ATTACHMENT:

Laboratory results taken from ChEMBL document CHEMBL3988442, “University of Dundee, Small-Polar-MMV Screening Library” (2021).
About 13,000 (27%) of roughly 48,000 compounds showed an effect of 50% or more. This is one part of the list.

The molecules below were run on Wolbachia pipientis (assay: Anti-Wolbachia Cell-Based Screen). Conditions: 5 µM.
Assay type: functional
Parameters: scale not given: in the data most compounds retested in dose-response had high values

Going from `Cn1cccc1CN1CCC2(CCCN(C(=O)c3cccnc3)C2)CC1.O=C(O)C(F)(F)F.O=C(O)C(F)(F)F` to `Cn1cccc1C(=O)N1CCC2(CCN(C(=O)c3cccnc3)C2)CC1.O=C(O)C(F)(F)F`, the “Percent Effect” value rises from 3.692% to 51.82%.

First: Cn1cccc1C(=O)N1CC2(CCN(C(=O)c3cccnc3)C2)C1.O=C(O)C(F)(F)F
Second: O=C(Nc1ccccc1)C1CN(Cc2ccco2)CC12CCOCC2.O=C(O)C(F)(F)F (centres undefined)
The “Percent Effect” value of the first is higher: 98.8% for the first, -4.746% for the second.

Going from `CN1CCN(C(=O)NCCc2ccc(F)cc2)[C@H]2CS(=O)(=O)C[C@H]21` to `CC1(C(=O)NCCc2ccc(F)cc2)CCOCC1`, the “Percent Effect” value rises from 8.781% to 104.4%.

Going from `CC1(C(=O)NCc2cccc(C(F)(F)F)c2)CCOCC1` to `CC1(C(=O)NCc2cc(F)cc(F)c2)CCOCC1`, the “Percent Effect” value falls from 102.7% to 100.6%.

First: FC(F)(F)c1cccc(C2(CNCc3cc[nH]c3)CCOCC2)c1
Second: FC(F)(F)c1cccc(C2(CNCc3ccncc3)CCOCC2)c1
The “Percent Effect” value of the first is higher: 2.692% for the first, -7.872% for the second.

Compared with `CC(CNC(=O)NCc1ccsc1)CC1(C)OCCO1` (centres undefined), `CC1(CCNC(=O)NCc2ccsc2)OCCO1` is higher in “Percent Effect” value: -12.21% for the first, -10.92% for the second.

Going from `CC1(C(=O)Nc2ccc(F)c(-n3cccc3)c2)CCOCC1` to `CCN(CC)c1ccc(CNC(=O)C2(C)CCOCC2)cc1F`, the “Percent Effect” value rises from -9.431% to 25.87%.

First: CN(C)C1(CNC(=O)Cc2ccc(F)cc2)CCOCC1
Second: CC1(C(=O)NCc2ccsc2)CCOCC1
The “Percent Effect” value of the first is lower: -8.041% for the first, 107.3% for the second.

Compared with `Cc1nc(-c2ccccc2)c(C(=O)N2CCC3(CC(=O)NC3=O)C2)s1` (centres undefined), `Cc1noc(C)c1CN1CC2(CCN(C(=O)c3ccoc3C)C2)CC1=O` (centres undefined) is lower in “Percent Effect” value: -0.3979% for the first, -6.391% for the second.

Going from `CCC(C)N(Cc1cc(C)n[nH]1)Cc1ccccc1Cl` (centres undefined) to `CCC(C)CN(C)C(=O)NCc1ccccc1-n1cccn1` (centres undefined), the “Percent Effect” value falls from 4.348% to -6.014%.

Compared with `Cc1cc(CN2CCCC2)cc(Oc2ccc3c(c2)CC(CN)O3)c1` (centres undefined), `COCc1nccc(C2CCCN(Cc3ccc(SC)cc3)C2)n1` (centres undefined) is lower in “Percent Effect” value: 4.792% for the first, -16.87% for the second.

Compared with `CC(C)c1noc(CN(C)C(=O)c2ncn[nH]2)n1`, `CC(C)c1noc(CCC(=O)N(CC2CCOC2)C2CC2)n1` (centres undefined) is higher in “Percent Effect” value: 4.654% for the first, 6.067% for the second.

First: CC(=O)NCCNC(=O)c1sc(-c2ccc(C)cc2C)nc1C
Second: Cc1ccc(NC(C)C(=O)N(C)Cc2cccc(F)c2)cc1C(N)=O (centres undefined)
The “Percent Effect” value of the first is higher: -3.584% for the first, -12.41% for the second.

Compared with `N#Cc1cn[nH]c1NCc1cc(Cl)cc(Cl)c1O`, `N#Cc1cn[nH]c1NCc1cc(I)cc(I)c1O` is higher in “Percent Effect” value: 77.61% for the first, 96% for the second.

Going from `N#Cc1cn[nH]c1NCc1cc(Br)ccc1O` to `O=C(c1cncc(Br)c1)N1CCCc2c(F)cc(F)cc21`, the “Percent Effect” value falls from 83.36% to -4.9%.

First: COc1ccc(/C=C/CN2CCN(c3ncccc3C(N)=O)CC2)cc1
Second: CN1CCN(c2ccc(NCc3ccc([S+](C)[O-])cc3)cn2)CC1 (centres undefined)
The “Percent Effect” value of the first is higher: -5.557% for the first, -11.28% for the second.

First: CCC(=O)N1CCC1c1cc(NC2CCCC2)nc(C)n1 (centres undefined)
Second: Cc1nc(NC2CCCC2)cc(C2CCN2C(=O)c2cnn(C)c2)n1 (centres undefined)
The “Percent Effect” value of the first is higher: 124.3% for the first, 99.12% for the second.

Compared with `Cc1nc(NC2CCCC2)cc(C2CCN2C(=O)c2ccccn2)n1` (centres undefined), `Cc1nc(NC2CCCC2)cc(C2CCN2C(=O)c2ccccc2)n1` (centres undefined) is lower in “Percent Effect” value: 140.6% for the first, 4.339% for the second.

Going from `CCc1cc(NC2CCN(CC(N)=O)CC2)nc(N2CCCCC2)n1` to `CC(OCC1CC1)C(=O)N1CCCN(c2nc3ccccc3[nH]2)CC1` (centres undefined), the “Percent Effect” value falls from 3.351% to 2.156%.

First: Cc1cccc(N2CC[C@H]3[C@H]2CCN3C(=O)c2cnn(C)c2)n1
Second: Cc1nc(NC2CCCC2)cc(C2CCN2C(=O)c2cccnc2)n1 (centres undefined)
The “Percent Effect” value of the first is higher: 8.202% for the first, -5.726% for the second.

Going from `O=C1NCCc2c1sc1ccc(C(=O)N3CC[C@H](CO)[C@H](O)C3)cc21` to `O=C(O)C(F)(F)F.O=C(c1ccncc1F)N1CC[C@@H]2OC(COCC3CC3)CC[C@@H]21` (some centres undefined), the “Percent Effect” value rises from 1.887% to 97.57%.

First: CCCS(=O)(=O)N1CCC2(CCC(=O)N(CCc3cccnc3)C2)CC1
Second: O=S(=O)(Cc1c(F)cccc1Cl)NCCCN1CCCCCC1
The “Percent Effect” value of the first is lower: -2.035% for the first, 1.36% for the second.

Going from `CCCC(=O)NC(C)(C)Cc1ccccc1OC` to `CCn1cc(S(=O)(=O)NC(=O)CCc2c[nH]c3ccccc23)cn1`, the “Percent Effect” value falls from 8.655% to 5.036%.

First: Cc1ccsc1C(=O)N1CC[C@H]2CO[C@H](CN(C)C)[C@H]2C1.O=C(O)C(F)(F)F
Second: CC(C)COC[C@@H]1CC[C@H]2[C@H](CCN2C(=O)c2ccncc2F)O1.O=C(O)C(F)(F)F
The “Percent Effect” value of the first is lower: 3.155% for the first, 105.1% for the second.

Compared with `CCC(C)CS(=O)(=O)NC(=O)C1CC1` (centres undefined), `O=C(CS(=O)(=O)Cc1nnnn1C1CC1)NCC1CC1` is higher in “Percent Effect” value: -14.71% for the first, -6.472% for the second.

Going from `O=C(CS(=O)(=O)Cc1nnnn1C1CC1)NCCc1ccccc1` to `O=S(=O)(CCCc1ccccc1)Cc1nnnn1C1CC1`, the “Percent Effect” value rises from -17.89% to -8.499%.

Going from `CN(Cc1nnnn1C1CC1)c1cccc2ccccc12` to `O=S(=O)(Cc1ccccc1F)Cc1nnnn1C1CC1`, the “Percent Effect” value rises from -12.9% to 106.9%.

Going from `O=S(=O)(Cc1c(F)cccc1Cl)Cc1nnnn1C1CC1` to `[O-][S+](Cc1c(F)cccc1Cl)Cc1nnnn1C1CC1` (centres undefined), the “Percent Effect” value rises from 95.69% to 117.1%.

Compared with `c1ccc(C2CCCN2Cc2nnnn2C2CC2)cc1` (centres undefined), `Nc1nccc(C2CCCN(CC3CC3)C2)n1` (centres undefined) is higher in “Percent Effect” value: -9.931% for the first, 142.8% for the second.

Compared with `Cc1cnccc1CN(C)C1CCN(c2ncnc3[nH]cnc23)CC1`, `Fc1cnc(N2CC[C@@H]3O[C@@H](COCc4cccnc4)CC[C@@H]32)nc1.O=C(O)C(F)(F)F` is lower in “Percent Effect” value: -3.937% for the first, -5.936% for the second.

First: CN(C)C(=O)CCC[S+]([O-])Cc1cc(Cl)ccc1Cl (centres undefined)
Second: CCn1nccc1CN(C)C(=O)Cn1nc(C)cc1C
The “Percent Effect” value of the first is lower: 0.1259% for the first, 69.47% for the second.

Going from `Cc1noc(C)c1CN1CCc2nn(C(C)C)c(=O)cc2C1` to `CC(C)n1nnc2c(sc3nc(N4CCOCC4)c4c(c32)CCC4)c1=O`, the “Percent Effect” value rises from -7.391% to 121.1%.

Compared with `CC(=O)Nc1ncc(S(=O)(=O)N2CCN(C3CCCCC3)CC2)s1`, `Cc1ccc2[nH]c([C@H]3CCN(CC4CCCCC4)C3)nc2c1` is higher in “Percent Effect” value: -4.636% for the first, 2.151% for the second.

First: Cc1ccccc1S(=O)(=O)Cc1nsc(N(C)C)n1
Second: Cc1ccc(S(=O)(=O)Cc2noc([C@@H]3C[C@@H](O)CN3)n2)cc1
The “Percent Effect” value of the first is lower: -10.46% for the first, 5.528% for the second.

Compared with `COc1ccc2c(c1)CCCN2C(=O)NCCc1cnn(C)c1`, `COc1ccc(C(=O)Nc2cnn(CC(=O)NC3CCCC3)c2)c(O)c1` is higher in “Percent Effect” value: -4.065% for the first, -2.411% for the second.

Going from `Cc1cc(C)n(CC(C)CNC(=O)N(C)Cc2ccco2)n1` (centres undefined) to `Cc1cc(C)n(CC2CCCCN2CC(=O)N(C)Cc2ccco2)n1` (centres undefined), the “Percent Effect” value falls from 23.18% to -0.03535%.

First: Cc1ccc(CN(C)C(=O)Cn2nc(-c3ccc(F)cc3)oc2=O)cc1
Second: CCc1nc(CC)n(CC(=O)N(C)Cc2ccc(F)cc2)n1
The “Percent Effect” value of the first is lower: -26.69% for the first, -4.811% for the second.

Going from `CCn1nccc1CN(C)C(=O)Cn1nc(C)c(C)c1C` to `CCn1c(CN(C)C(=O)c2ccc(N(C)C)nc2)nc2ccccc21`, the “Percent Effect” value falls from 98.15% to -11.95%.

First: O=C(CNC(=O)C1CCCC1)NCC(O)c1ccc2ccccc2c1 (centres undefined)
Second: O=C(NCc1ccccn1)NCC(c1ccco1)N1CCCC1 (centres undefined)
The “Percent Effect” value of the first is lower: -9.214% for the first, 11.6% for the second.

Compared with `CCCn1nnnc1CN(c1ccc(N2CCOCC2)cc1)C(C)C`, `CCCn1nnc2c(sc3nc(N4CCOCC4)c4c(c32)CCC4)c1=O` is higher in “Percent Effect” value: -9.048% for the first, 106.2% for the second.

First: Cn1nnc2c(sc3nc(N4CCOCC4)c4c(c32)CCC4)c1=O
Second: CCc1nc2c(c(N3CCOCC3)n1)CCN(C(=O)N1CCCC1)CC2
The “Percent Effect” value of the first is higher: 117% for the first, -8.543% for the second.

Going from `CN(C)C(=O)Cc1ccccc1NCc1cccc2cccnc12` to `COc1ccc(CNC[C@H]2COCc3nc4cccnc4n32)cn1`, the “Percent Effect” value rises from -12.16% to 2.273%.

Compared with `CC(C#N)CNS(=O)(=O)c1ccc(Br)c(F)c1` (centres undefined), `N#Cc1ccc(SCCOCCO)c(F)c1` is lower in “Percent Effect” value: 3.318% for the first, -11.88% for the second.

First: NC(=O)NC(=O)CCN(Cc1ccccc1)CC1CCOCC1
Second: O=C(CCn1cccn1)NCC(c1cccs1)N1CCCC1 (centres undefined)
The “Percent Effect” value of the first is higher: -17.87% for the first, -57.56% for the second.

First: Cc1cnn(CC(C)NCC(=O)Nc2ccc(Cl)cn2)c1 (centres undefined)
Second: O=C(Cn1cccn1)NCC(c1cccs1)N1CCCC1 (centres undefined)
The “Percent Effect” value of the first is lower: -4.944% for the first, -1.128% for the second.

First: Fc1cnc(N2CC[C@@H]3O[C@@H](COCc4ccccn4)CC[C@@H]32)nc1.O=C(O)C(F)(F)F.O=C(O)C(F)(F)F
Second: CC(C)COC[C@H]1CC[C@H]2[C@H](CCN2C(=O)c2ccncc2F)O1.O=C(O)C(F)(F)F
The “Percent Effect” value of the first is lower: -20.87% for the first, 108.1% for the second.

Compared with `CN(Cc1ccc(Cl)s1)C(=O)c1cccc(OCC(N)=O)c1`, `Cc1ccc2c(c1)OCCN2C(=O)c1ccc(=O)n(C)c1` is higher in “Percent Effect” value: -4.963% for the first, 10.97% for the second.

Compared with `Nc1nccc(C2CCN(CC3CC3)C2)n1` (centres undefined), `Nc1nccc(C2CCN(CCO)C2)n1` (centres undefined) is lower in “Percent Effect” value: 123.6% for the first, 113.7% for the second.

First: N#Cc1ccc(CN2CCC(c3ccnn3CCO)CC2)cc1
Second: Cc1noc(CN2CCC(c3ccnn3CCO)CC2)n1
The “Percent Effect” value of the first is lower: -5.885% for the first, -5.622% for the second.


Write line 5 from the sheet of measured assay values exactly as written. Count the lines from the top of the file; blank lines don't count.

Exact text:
Parameters: scale not given: in the data most compounds retested in dose-response had high values